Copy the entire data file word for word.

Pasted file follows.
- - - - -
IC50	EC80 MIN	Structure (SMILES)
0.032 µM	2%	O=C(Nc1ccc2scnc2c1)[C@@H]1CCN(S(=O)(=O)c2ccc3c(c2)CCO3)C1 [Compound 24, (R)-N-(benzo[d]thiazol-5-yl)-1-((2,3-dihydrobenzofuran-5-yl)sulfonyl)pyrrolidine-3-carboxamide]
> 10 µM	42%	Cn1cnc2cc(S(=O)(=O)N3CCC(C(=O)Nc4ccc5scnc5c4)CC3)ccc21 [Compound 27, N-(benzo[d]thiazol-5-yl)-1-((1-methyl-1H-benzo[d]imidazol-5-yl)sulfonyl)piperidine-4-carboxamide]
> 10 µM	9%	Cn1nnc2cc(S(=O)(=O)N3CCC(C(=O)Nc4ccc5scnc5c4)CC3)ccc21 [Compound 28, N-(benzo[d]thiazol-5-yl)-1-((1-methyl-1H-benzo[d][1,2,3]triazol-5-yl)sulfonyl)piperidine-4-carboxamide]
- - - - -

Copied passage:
IC50	EC80 MIN	Structure (SMILES)
0.032 µM	2%	O=C(Nc1ccc2scnc2c1)[C@@H]1CCN(S(=O)(=O)c2ccc3c(c2)CCO3)C1 [Compound 24, (R)-N-(benzo[d]thiazol-5-yl)-1-((2,3-dihydrobenzofuran-5-yl)sulfonyl)pyrrolidine-3-carboxamide]
> 10 µM	42%	Cn1cnc2cc(S(=O)(=O)N3CCC(C(=O)Nc4ccc5scnc5c4)CC3)ccc21 [Compound 27, N-(benzo[d]thiazol-5-yl)-1-((1-methyl-1H-benzo[d]imidazol-5-yl)sulfonyl)piperidine-4-carboxamide]
> 10 µM	9%	Cn1nnc2cc(S(=O)(=O)N3CCC(C(=O)Nc4ccc5scnc5c4)CC3)ccc21 [Compound 28, N-(benzo[d]thiazol-5-yl)-1-((1-methyl-1H-benzo[d][1,2,3]triazol-5-yl)sulfonyl)piperidine-4-carboxamide]